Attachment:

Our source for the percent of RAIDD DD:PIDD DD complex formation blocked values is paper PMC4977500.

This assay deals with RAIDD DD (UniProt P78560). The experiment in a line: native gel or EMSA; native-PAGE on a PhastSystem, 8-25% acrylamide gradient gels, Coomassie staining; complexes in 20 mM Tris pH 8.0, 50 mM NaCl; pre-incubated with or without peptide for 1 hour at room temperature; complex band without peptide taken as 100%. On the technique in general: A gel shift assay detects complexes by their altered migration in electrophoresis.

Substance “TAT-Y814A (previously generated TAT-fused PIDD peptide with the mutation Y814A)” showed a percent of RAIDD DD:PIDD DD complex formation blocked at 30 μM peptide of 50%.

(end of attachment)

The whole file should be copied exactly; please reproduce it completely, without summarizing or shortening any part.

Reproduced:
Our source for the percent of RAIDD DD:PIDD DD complex formation blocked values is paper PMC4977500.

This assay deals with RAIDD DD (UniProt P78560). The experiment in a line: native gel or EMSA; native-PAGE on a PhastSystem, 8-25% acrylamide gradient gels, Coomassie staining; complexes in 20 mM Tris pH 8.0, 50 mM NaCl; pre-incubated with or without peptide for 1 hour at room temperature; complex band without peptide taken as 100%. On the technique in general: A gel shift assay detects complexes by their altered migration in electrophoresis.

Substance “TAT-Y814A (previously generated TAT-fused PIDD peptide with the mutation Y814A)” showed a percent of RAIDD DD:PIDD DD complex formation blocked at 30 μM peptide of 50%.